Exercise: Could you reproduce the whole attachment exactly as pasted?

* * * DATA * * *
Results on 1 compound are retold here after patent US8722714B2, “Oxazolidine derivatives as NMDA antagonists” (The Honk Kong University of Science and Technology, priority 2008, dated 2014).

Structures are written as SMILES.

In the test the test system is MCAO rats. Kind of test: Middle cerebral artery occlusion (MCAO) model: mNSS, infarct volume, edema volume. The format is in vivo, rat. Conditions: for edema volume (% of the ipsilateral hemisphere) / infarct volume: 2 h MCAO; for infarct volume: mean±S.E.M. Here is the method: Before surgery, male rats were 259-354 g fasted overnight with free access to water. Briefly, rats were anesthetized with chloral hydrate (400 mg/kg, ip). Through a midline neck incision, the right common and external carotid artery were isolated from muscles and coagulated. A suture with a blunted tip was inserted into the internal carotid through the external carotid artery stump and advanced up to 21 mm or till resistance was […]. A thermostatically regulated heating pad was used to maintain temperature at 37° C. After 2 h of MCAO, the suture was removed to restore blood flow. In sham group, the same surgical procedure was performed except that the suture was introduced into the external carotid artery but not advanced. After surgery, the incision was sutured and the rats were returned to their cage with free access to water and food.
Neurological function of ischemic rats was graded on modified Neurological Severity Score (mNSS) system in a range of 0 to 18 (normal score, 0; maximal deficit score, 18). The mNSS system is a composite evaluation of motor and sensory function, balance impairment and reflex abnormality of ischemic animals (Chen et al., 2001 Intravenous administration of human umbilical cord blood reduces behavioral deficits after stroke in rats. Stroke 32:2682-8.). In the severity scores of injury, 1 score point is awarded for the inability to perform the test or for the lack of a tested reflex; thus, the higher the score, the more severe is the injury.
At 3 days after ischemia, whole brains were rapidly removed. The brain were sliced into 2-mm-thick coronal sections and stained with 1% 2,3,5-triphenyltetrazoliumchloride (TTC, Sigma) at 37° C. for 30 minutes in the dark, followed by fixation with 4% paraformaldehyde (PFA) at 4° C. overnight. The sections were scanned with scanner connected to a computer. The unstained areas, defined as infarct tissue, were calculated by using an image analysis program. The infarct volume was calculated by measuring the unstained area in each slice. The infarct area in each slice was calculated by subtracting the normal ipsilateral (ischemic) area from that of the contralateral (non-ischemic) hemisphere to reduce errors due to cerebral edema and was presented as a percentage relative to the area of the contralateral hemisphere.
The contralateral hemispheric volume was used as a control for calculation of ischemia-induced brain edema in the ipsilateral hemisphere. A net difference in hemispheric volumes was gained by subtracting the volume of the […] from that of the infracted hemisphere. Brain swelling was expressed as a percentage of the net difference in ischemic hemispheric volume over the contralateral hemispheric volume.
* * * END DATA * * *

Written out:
Results on 1 compound are retold here after patent US8722714B2, “Oxazolidine derivatives as NMDA antagonists” (The Honk Kong University of Science and Technology, priority 2008, dated 2014).

Structures are written as SMILES.

In the test the test system is MCAO rats. Kind of test: Middle cerebral artery occlusion (MCAO) model: mNSS, infarct volume, edema volume. The format is in vivo, rat. Conditions: for edema volume (% of the ipsilateral hemisphere) / infarct volume: 2 h MCAO; for infarct volume: mean±S.E.M. Here is the method: Before surgery, male rats were 259-354 g fasted overnight with free access to water. Briefly, rats were anesthetized with chloral hydrate (400 mg/kg, ip). Through a midline neck incision, the right common and external carotid artery were isolated from muscles and coagulated. A suture with a blunted tip was inserted into the internal carotid through the external carotid artery stump and advanced up to 21 mm or till resistance was […]. A thermostatically regulated heating pad was used to maintain temperature at 37° C. After 2 h of MCAO, the suture was removed to restore blood flow. In sham group, the same surgical procedure was performed except that the suture was introduced into the external carotid artery but not advanced. After surgery, the incision was sutured and the rats were returned to their cage with free access to water and food.
Neurological function of ischemic rats was graded on modified Neurological Severity Score (mNSS) system in a range of 0 to 18 (normal score, 0; maximal deficit score, 18). The mNSS system is a composite evaluation of motor and sensory function, balance impairment and reflex abnormality of ischemic animals (Chen et al., 2001 Intravenous administration of human umbilical cord blood reduces behavioral deficits after stroke in rats. Stroke 32:2682-8.). In the severity scores of injury, 1 score point is awarded for the inability to perform the test or for the lack of a tested reflex; thus, the higher the score, the more severe is the injury.
At 3 days after ischemia, whole brains were rapidly removed. The brain were sliced into 2-mm-thick coronal sections and stained with 1% 2,3,5-triphenyltetrazoliumchloride (TTC, Sigma) at 37° C. for 30 minutes in the dark, followed by fixation with 4% paraformaldehyde (PFA) at 4° C. overnight. The sections were scanned with scanner connected to a computer. The unstained areas, defined as infarct tissue, were calculated by using an image analysis program. The infarct volume was calculated by measuring the unstained area in each slice. The infarct area in each slice was calculated by subtracting the normal ipsilateral (ischemic) area from that of the contralateral (non-ischemic) hemisphere to reduce errors due to cerebral edema and was presented as a percentage relative to the area of the contralateral hemisphere.
The contralateral hemispheric volume was used as a control for calculation of ischemia-induced brain edema in the ipsilateral hemisphere. A net difference in hemispheric volumes was gained by subtracting the volume of the […] from that of the infracted hemisphere. Brain swelling was expressed as a percentage of the net difference in ischemic hemispheric volume over the contralateral hemispheric volume.